Our big data warehouse allows individual owners of tables to choose the length of retention. Based on these retention values, data stored in date- partitioned S3 tables are cleaned up by a data janitor process which drops partitions older than the TTL value on a daily basis. Historically most data owners did not have a good way of understanding usage patterns in order to decide optimal TTL.

Data flow

S3 Access logs: AWS generated logging for any S3 requests made which provide detailed records about what S3 prefix was accessed, time of access, and other useful information.Table Partition Metadata: Generated from an in-house metadata layer (Metacat) which maps a hive table and its partitions to a specific underlying S3 location and stores this metadata. This is useful to map the S3 access logs to the DW table which was accessed in the request.Lookback days: Difference between the date partition accessed and the date when the partition was accessed.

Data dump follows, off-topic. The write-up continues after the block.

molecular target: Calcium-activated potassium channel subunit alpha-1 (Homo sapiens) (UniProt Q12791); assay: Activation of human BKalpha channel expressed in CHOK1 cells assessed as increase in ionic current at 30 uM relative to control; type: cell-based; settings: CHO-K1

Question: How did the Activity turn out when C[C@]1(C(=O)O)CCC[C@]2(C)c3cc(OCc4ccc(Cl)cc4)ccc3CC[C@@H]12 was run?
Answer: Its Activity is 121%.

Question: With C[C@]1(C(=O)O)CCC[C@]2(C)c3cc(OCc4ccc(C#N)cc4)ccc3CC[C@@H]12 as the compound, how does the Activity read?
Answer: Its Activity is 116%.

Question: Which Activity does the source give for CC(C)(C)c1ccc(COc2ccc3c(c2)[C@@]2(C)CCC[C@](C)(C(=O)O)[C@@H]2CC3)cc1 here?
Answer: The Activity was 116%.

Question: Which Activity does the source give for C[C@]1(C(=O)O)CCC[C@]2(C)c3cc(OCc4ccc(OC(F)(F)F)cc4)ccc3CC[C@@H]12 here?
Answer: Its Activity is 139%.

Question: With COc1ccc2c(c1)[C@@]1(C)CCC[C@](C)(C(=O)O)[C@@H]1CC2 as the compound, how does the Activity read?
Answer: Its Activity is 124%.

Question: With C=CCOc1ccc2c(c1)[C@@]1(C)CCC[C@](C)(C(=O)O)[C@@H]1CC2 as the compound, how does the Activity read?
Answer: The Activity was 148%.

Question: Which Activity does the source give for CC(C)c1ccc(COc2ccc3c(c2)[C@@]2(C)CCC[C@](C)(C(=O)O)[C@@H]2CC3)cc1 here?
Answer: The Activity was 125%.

Cost calculations and business logic

The largest S3 storage cost comes from transactional tables, which are typically partitioned by date. Using S3 access logs and S3 prefix-to-table-partition mapping, we are able to determine which date partitions are accessed on any given day. Next, we look at access(read/write) activities in the last 180 days and identify the max lookback days. This maximum value of lookback days determines the ideal TTL of a given table. In addition, we calculate the potential annual savings that can be realized (based on today’s storage level) based on the optimal TTL.

Dashboard view

From the dashboard, data owners can look at the detailed access patterns, recommended vs. current TTL values, as well as the potential savings.